If abstaining from involvement works for the American public (as polls indicate), Obama’s attempt at appeasement pleases no one. With trenchant disdain, The New York Times columnist Maureen Dowd called the announcement a “pittance of a policy.” And with knee jerk reactiveness Krauthammer questioned, “What’s he going to do? Add chicken to the tuna we’re giving them in the food aid?”
Clinton, citing examples of Kosovo and Bosnia from his own term to support his Syrian interventionist stance, judiciously refrained from mentioning Rwanda or Somalia where a bad situation became worse after U.S. involvement.
History has shown us several dismal results of foreign interference. Consider Afghanistan in the 1980s when U.S. foreign policy revolved on routing the Russians from Afghanistan with the supply of arms to the rebel Mujahideen faction. Osama bin Laden was part of that faction.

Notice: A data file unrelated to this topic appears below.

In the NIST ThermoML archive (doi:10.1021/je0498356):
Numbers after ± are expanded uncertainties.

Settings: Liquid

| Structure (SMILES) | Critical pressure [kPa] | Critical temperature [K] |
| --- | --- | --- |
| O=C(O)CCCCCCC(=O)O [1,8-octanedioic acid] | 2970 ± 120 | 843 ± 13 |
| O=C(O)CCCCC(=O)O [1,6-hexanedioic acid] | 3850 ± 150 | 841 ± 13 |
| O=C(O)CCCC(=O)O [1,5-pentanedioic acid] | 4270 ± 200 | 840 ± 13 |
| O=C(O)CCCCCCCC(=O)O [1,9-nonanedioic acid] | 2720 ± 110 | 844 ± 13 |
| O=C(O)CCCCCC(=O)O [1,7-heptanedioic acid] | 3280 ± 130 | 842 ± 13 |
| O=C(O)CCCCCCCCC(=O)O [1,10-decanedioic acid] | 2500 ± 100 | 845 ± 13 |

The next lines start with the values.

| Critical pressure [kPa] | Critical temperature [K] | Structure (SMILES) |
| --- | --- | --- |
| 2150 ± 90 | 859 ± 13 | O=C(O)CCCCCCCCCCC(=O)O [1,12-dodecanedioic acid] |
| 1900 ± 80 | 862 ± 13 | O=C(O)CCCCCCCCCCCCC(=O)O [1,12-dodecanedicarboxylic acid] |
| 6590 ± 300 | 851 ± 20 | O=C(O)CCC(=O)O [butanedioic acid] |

During the Sri Lankan Civil War, Prime Minister Indira Gandhi remarked, “We have never interfered with the internal developments of any country in the past and we will not do so now.” Not much later, India did intervene in Sri Lanka, angering the Tamil Tigers who later assassinated Rajiv Gandhi, the son of the same head of state who had vowed not to interfere.
Why should the United States intervene in Syria? Are we sure that we will effect a desired outcome? As Hans J. Morgenthau once said, “We have come to overrate enormously what a nation can do for another nation by intervening in affairs—even with the latter’s consent. This overestimation of our power to intervene is a corollary of our ideological commitment, which by its very nature has no limit.”
When it comes to dealing with strictures, Obama would do well to heed the Chicken Little moral. The sky is a long way from falling, no matter how many doomsayers predict it.